3. Know how computers work
To get a good basic understanding of what’s actually happening inside a computer and how programming relates to it, I’d recommend a basic computer science course.
If the field is new to you, you might find my post about learning computer science basics helpful.
Now, browsing though different resources online can seem a bit overwhelming. There are online courses, boot camps, books, small groups for tutoring, and personal tutoring. And, of course, traditional degrees in computer science.
If you’re like me a while ago you probably don’t know too much about how computer hardware properties affect the performance of the code you’ll be writing. Therefore, take some time to understand the basics.
Just take a look at a few sites and find one that appeals to you. One I’d recommend looking into is the Computer Science 50 from Harvard College. In case binaries sound interesting, check out their great video about them. I’m not saying everyone needs to understand binaries, but the video is really interesting and helpful.
There’s also a great course available on Udacity called Intro to Computer Science. I took it after bumping into a few tricky questions while learning Python. Go check it out. It has some great video lessons about the history and practicalities of programming. Going through them will also get you familiarised with that Fibonacci sequence, by the way.
4. Learn the boring stuff, too
Going through a pure computer science course can easily be different from what you expect.
You might have a clear vision on you mind about what you ultimately want to create with programming. You really want to speed things up because you already have a list of some very specific questions you need answers for right away. Then, all of a sudden, you’re watching a video about how the different types of computer memory affect the speed of a program. Or perhaps how the location of a web server affects how fast a website is rendered onto your display.
Just keep watching!
Even though you won’t be using all the information and knowledge offered by online computer science courses on a daily basis in the future, it’s worth going through it. Understanding the most fundamental bits of what happens inside a computer will be of use eventually. It will also make you more aware of the dynamics and limitations of computers and the Internet, too.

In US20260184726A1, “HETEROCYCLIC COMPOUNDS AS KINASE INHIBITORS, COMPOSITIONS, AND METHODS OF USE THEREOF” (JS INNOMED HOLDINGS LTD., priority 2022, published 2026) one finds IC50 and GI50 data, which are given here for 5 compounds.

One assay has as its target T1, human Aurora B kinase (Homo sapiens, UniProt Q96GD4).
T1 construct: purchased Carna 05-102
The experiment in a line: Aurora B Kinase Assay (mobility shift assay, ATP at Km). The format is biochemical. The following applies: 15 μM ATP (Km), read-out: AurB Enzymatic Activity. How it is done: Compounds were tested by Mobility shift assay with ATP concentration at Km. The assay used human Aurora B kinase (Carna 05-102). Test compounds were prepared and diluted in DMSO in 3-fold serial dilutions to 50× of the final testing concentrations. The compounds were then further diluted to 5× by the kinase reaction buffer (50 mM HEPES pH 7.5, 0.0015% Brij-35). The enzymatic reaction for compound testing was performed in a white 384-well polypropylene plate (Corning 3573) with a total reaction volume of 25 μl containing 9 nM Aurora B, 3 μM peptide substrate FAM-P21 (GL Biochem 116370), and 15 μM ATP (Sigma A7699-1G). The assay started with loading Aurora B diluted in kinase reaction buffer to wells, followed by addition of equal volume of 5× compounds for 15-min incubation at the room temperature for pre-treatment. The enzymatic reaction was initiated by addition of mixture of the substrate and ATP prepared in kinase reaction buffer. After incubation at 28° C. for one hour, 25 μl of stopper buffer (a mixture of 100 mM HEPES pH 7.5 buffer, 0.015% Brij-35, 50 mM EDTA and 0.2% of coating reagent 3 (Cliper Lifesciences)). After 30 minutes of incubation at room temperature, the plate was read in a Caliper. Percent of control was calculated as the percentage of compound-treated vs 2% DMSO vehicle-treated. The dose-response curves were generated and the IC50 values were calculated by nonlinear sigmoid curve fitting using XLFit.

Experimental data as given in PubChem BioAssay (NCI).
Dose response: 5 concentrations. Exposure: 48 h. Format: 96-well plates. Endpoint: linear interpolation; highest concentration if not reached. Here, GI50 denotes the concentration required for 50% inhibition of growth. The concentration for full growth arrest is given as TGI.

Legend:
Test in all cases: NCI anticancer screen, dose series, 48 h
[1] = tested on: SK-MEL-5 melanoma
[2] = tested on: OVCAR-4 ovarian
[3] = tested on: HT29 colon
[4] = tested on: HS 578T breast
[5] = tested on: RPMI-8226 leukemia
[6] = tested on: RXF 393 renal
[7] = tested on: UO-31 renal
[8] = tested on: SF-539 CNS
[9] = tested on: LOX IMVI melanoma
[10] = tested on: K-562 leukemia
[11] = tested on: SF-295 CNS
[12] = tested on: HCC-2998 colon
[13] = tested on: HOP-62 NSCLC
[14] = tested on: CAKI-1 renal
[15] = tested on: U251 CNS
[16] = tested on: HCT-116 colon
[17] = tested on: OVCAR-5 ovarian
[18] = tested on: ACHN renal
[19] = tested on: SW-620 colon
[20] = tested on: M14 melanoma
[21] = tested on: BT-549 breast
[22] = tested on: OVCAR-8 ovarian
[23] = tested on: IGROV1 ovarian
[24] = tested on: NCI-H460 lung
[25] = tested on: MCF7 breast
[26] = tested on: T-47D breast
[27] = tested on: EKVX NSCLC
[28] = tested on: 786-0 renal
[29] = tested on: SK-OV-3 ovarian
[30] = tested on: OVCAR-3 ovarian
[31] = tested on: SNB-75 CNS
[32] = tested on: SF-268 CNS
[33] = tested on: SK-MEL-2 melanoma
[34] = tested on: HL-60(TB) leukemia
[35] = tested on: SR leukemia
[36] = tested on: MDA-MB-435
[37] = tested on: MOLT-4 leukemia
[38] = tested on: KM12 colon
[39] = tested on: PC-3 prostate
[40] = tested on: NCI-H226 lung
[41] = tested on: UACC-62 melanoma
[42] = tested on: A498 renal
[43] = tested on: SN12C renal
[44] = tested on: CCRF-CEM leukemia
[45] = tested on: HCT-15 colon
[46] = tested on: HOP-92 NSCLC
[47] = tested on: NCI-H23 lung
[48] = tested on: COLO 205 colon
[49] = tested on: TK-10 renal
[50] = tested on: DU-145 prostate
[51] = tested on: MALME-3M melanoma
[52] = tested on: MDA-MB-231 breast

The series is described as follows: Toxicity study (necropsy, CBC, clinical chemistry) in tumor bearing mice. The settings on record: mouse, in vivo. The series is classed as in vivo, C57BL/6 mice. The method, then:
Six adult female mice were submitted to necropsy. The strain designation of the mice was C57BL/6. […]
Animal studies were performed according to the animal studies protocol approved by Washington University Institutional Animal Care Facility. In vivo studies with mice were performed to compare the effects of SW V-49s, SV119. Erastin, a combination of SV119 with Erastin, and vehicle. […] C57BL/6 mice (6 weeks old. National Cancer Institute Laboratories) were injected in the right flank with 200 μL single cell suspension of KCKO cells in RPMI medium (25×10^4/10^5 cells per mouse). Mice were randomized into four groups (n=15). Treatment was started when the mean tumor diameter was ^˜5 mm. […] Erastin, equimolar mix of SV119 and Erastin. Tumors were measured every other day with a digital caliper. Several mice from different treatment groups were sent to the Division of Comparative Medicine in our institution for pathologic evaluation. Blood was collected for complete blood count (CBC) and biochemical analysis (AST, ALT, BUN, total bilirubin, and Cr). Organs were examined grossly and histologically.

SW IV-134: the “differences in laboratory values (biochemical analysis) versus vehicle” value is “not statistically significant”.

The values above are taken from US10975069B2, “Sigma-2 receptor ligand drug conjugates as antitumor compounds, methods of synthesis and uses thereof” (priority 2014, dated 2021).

Quite honestly, I know I won’t be doing too many calculations on how long it takes for webpage to load on my browser depending on the speed of light and the geographical location of the server. However, I think it’s a good idea to consider the history of computers and some technicalities. It can only help us to better understand the present.
I also assume you won’t be running around the server basement in the future with a nano stick in your hand either. Nevertheless, it could be a good way to help understand some of the more abstract concepts around computer science. If the concept of a nano stick is unfamiliar to you, check out the course on Udacity I mentioned above.
Eventually, you’ll find all the information and the answers you need. By then you probably have a ton of new questions on your mind already. Just tackle them one by one with patience and determination. Each answer will take you one step further.
However, get comfortable with not being able to grasp everything. Certain topics and details tend to be quite abstract – so don’t aim at learning everything. Otherwise you’ll get nothing done.
Now let’s get you started with coding!
Once you know what programming is all about and how computers work you’re good to go! By now you should have some idea of what you would like to do next and what you would like to achieve by learning how to program.
That said, go ahead and start thinking about your goals as a rookie programmer. Setting clear targets is the best way to keep you motivated and focused. What do you wish to create? What would you like to present to the world to make people’s lives easier or simply more fun?
Answering questions like these will guide you towards a field of programming that’s best suited for you. Think whether you want to develop and design websites, make mobile apps, or program video games. This will ultimately determine the choices for your first programming language.
I’m eager to hear how you initially started with programming. Please share your experiences and tips for us aspiring coders in the comments below!